National Heart, Lung,and Blood Institute
Ebola virus is the most infamous of the hemorrhagic fever viruses, a group
of microbes found only in humans and monkeys. Although these outbreaks are
not common or widespread, they have received much publicity because of their
lethal nature and horrifying symptoms, which include high fever and massive
internal bleeding. To add to the mystery, Ebola virus strikes sporadically,
often devastating an isolated town or village before disappearing back into
the jungle, where scientists believe it may hide away in an as yet unknown
Ebola strains from Zaire, Sudan and the Ivory Coast are usually fatal to
humans, while a monkey strain that infected laboratory workers in Reston,
Virginia, in 1989 failed to cause overt disease. The reason for this
difference was not clear, but because Ebola virus produces several different
proteins, researchers believe one or more of these likely holds the key.
While studying these viral proteins, Zhi-Yong Yang and Gary Nabel, M.D.,
Ph.D., of the Dale and Betty Bumpers Vaccine Research Center (VRC), located
on the NIH campus, led a research team investigating glycoprotein (GP), a
sugar-containing molecule that sticks out from the surface of the Ebola
virus. Along with other scientists from the VRC, the National Heart, Lung,
and Blood Institute, and the Centers for Disease Control and Prevention,
Yang and Dr. Nabel discovered that a specific portion of the protein caused
it to destroy human and monkey endothelial cells in the test tube. The
protein also caused isolated blood vessels to leak, which may explain the
internal bleeding seen in infected individuals. GP isolated from the Reston
strain, however, destroyed only monkey blood vessels, possibly explaining
why this Ebola strain did not cause disease in humans.
As the scientists focused on GP, they found that a part of the protein that
becomes modified with sugars had a toxic effect on the virally infected
cells. When the researchers made forms of GP that lacked this region, the
protein no longer destroyed the blood vessels but was otherwise active. The
protein therefore serves two functions: it targets Ebola to the endothelium,
and once sufficient GP has been manufactured by the infected cells, it kills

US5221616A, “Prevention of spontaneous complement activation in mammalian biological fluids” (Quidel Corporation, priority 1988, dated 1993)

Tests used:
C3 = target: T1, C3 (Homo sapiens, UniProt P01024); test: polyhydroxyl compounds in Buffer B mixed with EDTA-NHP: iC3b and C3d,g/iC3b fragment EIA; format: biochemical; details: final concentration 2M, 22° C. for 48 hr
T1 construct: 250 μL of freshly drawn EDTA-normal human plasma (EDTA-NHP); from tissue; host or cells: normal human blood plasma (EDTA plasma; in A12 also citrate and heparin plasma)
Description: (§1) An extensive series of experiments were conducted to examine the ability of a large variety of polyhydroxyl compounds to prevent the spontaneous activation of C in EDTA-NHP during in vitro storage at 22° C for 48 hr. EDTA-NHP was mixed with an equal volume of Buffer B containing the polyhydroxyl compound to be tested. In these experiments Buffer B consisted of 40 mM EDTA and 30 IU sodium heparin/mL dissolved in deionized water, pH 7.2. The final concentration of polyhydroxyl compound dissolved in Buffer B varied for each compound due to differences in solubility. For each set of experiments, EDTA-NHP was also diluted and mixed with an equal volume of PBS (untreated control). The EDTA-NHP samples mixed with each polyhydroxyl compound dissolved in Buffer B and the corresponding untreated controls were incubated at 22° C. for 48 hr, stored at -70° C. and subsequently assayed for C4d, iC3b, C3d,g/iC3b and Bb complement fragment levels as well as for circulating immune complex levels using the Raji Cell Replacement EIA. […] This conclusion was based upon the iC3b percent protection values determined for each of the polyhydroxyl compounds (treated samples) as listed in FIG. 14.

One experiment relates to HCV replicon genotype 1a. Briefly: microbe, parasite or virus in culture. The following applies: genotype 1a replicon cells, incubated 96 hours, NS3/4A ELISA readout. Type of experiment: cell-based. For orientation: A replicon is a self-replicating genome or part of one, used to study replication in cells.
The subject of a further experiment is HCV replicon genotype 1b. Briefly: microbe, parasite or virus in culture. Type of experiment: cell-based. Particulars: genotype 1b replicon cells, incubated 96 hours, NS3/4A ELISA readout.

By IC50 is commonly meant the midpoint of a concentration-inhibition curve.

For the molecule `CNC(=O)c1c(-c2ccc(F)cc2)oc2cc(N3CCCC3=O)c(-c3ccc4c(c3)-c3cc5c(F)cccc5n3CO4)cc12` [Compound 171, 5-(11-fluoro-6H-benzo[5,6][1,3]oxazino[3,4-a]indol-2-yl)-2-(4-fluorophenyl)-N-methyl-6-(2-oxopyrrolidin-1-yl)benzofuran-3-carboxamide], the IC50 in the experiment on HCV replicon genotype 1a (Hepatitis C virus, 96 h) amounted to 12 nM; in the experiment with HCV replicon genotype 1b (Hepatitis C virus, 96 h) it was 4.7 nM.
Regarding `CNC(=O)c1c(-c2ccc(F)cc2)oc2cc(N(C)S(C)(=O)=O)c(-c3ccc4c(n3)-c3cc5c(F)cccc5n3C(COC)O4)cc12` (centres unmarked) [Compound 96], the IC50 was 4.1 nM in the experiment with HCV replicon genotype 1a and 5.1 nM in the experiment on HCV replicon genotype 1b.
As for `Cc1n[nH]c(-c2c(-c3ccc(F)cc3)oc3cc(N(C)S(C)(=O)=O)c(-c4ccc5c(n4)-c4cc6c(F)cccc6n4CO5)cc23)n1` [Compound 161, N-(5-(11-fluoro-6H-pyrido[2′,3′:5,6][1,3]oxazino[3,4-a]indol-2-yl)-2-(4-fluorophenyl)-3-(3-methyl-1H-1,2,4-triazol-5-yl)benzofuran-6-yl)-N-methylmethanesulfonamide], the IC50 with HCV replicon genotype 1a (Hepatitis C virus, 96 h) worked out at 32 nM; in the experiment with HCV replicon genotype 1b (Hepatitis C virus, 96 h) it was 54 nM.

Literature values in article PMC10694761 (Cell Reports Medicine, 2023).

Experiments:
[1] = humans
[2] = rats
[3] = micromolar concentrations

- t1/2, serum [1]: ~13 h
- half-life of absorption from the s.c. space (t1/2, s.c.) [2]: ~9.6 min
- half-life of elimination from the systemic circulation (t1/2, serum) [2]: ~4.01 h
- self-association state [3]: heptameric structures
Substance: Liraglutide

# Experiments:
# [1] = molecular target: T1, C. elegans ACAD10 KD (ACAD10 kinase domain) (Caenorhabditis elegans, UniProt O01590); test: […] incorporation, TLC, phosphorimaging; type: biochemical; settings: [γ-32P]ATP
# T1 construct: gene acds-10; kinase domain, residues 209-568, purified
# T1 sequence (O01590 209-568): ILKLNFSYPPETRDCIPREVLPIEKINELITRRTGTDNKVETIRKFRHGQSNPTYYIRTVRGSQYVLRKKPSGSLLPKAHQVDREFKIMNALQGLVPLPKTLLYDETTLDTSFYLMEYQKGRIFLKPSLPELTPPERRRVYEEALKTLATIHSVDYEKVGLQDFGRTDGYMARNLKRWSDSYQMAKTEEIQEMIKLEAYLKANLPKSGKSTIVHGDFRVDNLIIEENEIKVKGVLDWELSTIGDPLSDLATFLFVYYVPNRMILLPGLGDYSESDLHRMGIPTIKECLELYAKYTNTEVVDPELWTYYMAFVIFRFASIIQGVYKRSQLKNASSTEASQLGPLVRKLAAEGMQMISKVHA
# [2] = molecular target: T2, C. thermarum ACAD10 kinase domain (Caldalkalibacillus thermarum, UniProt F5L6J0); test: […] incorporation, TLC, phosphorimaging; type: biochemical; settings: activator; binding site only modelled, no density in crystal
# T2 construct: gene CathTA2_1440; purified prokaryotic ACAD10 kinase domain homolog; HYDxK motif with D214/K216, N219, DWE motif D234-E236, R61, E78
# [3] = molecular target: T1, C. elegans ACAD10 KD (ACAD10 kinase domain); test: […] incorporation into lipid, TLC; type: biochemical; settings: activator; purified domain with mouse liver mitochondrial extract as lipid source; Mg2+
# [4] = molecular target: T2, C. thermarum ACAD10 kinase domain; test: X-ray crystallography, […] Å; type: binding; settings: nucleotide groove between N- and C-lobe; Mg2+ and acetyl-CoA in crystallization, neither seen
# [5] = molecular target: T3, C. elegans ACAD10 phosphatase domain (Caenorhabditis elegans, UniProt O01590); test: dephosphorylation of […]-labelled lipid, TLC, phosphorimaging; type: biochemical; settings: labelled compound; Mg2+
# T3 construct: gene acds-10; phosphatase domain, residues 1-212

those cells leading to the toxic effects of the disease.
By discovering the part of the protein that appears to be responsible for
Ebola-induced hemorrhaging, the researchers have made important strides
toward finding better ways to attack the virus. "We have been able to
define the major Ebola virus gene that kills cells, and have provided a
molecular target for potential new antiviral drugs and vaccines," states Dr.
Nabel. This study also begins to reveal the basic mechanisms of how Ebola
virus attaches to and enters cells, and future studies will continue to
investigate how different regions of the virus surface perform different
tasks for the invading microbe.
The Vaccine Research Center is a unique venture within the NIH intramural
research program that receives joint funding from the National Institute of
Allergy and Infectious Diseases (NIAID) and the National Cancer Institute
(NCI), and is spearheaded by NIAID, NCI and the NIH Office of AIDS Research.
NIAID is a component of the NIH. NIAID conducts and supports research to
prevent, diagnose and treat illness such as HIV disease and other sexually
transmitted diseases, tuberculosis, malaria, asthma and allergies. NIH is
an agency of the U.S. Department of Health and Human Services.
Press releases, fact sheets and other NIAID-related materials are available
on the NIAID Web site at http://www.niaid.nih.gov.
The National Institute of Allergy and Infectious Diseases
is a component of the National Institutes of Health,
U.S. Department of Health and Human Services